The Nats and the D.C. Government: Too great expectations?
Boswell gets it right (sort of)
"If you are one of about 110,000 people who are expected to attend the Nationals' "grand reopening" at RFK Stadium for their three-game series against the Cubs this weekend, try to focus on the new cuisine at the stadium -- crab cakes, "riblets," chili, kosher knishes, burritos, stuffed potatoes, beef brisket, fresh popcorn and microbrews. The "Texas sausage" is nice.
But for heaven's sake, whatever you do, don't look at the team. And don't ask, "How's that new stadium coming along?" "
Reading the rest of the column though, he fades as it goes on. Kinda like the Nats last season.... (yes, I know, that was a cheap shot...)
I don't know what he expected of the Nationals this season. With the excitement of being in a new city and the decimation of the starting pitching staff, personally I would have been happy with another 81-81 finish. It was painfully obvious last season that the Nats had issues not only with talent but with depth too. They lost too much pitching in the off season and while the bench was upgraded, that isn't the same as improving your depth. I don't think anybody likes the idea of Daryle Ward playing 30-40 games at first base and we all saw what happened when Matt LeCroy stepped behind the plate.
But beyond that; Guillen is done for the season , Patterson might be back, Vidro hasn't been himself this season, and neither has Livan. Cordero hasn't had much of a chance this season, though early on he blew opportunities and still walks a tightrope. Majewski was inconsistent and now seems to have fallen apart in Cincinnati, but how badly is the bullpen missing Luis Ayala? Brian Schneider has had a respectable year and (knock on wood) Nick Johnson has stayed healthy so far. Ryan Zimmerman and Alfonso Soriano have been the lone bright spots for this team. A rather famous individual (who shall remain nameless) who I had gotten to know said of a potential Soriano trade "If they trade him, there'll be nothing left to see out here." It is hard to disagree with that. However, why anybody was thinking that this team could contend for the Wild Card again is beyond me.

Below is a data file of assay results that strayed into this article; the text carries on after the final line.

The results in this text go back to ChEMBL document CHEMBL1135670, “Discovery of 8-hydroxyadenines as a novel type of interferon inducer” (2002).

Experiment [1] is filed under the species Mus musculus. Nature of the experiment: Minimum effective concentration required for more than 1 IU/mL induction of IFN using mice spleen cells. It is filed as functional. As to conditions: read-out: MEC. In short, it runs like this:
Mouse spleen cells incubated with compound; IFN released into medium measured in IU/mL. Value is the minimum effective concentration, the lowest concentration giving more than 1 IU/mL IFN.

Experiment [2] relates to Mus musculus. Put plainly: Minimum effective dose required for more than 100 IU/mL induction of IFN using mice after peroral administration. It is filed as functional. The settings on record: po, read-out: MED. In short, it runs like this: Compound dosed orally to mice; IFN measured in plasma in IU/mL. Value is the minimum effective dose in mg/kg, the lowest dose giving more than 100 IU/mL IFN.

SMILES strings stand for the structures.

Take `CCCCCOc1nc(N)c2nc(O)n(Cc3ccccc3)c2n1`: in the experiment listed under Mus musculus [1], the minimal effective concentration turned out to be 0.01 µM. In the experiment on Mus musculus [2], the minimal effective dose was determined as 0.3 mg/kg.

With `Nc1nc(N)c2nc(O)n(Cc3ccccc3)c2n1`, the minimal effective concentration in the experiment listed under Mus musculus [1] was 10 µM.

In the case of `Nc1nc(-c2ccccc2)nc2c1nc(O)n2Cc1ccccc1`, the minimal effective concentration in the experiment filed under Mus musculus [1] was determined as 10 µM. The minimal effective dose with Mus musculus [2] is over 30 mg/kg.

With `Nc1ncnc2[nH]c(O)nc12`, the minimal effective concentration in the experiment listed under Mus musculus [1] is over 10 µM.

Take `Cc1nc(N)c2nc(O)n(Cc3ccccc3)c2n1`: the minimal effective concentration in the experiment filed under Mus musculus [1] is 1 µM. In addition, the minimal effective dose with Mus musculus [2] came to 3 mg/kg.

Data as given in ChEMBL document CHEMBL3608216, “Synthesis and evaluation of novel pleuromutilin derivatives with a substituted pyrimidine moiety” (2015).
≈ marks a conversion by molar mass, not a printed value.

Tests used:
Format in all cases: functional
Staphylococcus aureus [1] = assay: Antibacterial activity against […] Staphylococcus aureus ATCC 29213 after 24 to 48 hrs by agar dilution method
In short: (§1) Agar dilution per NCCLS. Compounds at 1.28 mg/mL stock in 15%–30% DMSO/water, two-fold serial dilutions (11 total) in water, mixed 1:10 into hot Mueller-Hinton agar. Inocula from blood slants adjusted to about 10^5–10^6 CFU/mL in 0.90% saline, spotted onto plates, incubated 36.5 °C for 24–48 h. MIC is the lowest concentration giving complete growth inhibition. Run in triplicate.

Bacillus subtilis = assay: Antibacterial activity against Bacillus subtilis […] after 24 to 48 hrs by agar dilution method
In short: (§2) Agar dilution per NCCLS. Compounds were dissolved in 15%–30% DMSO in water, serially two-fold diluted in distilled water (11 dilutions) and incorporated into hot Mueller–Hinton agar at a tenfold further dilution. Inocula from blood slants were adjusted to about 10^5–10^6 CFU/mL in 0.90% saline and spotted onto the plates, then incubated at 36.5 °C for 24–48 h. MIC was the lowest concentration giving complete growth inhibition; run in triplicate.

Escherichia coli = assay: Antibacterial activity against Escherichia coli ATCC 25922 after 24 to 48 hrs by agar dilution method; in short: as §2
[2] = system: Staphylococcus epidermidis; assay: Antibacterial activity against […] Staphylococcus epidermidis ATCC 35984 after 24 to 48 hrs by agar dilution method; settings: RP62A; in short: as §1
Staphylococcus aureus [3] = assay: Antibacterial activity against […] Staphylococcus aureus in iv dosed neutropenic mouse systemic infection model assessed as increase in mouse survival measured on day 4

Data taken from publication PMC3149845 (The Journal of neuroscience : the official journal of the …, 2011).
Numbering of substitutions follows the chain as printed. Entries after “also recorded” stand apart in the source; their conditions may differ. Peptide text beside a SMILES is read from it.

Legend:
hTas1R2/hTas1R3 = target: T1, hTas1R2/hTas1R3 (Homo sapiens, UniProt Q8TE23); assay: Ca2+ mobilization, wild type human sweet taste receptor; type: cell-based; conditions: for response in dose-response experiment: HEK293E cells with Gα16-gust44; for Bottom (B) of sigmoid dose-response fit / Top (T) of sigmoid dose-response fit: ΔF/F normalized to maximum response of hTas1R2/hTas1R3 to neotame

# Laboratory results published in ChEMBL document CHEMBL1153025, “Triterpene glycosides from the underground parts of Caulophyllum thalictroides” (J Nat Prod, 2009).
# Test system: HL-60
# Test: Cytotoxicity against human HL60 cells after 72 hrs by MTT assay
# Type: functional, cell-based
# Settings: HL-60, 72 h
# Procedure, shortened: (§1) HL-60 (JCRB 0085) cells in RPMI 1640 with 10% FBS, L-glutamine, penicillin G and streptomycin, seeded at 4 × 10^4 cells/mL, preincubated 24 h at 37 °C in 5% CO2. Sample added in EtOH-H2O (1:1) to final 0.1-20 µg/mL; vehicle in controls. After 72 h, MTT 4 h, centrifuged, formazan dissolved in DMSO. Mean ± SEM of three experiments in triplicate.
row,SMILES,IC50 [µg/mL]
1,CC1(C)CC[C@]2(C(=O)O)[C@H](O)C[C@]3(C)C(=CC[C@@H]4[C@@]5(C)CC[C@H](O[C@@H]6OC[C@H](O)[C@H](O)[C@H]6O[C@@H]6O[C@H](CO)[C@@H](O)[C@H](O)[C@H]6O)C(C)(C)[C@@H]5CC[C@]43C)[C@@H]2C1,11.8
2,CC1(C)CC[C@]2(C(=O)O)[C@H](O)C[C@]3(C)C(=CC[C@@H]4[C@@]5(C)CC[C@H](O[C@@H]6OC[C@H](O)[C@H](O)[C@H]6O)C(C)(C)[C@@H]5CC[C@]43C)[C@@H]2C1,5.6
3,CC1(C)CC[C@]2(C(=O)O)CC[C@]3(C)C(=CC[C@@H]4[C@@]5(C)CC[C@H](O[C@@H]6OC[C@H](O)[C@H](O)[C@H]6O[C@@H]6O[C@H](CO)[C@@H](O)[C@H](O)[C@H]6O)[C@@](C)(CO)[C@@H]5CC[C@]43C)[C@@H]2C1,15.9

I shouldn't beat up on Boswell too much and I won't. He's been a voice of sanity about baseball in Washington, D.C. for a long time. However I only bring this up because in a Washington (Com)Post chat last year with Boswell I asked him if the Nats were setting themselves up for a big fall a'la Ron Wilson and Ralph Friedgen by coming out of the gate too strong and setting expectations for Act II way too high. Bos responded by saying "what do you want them to do, start losing?" Maybe I'll ask him if he wants to revise and extend those remarks...
As for the ever embarrassing D.C. Government, is anybody surprised in the least by this? Seriously, if these guys were just merely incompetent, it would be a miraculous improvement. People who complain about D.C. deserving statehood should be forced to explain just how any of this is proof that D.C. deserves even the right to self-governance. I don't blame Mayor Williams for washing his hands of this ugly mess and stepping down.
But you know what is downright HIGH-LARIOUS? I've heard rumors that once the Nats have their new stadium built and opened, D.C. United has their long awaited new stadium built and opened, and RFK is demolished, that the D.C. Government is going to try to get the Redskins to move back into the city. Most likely at the RFK Stadium site. Why would business in their right mind try to work with the D.C. Government right now?